Free cloud storage has really taken off thanks to fast, reliable internet connections. The appeal is understandable: you can store your files online and then access them from any device that's connected to the internet, including desktops, laptops, tablets and smartphones.
You can also back up important files to a remote location (essential in case your own hardware is damaged or stolen), and share files with friends, family and colleagues by simply sending them a link.
The only problem is choice. There are so many free cloud storage services to choose from, it can be hard to decide which is right for you.
Size isn't everything, so as well as capacity, we've also considered the security offered by each service, multi-platform support, ease of use, and any limitations on file size or bandwidth. On with the evaluation...
1. Google Drive
Free storage allowance: 15GB (expandable)
If you're a Google user, you already benefit from Google Drive integration, such as the ability to save email attachments from Gmail. However, anyone can sign up for the free cloud storage, even if they don't have a Gmail address, by creating a new Google account.
With 15GB of space for new users, Google Drive is one of the more generous cloud offerings, and there are occasional ways to boost this capacity free of charge. The catch is that this Google storage space is also shared with a user’s other Google services including Gmail and Google Photos.
Mobile apps are available to allow easy access for iOS and Android users, and Google’s Backup and Sync desktop app lets you synchronize files from your PC to the cloud. Google Drive also includes online office tools for word processing, spreadsheets and presentations which can makes sharing files with others effortless.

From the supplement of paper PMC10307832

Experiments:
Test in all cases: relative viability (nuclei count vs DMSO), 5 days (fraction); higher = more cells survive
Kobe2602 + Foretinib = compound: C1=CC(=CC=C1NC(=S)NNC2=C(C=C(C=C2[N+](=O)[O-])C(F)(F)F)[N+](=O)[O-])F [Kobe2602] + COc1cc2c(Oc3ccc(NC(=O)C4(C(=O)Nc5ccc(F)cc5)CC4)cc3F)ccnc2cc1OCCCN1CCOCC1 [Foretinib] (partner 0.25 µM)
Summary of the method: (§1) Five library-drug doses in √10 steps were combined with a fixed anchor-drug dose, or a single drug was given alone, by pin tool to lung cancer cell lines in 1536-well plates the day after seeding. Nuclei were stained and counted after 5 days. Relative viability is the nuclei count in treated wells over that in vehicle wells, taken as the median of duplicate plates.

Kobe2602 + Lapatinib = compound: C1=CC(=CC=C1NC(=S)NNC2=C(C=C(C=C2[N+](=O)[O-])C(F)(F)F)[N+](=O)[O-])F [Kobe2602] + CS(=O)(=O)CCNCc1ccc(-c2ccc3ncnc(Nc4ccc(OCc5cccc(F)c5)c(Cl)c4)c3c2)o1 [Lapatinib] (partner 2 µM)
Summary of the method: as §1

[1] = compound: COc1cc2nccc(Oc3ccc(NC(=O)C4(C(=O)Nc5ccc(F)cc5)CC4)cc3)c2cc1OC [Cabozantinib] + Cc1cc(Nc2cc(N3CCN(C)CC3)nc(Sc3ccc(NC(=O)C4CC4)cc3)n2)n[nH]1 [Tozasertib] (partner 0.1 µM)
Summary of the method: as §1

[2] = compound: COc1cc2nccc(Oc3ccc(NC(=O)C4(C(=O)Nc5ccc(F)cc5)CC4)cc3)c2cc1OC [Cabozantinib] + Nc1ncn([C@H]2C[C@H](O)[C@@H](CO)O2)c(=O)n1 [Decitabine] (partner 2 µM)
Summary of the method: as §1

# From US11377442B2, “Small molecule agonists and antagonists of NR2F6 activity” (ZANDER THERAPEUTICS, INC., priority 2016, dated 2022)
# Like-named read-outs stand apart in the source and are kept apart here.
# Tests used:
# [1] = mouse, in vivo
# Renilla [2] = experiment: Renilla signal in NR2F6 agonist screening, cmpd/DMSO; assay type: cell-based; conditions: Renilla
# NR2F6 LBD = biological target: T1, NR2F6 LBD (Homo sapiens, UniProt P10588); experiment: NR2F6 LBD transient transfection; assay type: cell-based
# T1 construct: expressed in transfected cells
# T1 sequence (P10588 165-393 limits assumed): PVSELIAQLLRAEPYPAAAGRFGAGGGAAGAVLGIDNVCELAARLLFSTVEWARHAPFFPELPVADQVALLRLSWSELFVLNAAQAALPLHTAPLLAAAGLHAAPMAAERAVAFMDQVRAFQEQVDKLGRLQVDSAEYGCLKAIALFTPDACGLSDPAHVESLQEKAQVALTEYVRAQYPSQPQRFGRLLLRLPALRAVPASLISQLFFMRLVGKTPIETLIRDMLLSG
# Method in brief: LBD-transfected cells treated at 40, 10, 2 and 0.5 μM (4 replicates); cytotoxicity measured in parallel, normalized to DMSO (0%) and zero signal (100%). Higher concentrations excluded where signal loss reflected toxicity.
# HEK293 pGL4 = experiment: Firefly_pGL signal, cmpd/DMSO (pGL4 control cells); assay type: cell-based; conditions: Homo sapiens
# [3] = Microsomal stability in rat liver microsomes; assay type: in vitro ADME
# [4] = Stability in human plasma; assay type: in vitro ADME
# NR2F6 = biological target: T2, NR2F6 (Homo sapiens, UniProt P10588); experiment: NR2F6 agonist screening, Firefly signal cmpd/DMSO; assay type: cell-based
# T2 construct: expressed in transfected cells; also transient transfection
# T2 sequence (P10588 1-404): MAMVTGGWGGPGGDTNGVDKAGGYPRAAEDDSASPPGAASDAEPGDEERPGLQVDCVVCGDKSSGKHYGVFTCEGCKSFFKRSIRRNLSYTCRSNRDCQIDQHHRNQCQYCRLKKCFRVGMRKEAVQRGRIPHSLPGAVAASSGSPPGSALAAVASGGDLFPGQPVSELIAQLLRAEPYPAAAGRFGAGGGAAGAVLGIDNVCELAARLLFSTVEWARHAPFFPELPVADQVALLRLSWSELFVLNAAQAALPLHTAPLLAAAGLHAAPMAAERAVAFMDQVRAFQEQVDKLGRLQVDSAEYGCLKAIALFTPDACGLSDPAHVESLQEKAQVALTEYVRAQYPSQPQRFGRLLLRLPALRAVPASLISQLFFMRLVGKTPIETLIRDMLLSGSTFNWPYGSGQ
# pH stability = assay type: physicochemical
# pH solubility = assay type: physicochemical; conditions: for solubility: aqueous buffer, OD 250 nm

Free storage allowance: 10GB (expandable)
You might not recognize the name, but if you're looking for a decent chunk of cloud storage free of charge, pCloud could be just the ticket. To kick things off, you're given a fairly generous 10GB to play with, and there's a bandwidth allowance of 50GB of downlink traffic per month.
While we're primarily interested in the free version of pCloud, note that you can upgrade to 500GB of space for a one-time payment of $175 (around £125), or 2TB for $350 (around £250) – both of which are great deals for lifetime storage.
The initial 10GB free offering can also be expanded up to 20GB via an additional 4GB for completion of offers, as well as referrals that add 1GB each. It’s also worth noting that pCloud offers well-designed desktop and mobile apps that supplement the website for seamless integration into a user’s workflow.
With no limit on file sizes, and simple sharing options, pCloud is a great way to send large files to friends and colleagues – it's even possible to share with people who aren't using the service themselves. Add in decent streaming options and a neat online interface, and pCloud is well worth a look.
Free storage allowance: 5GB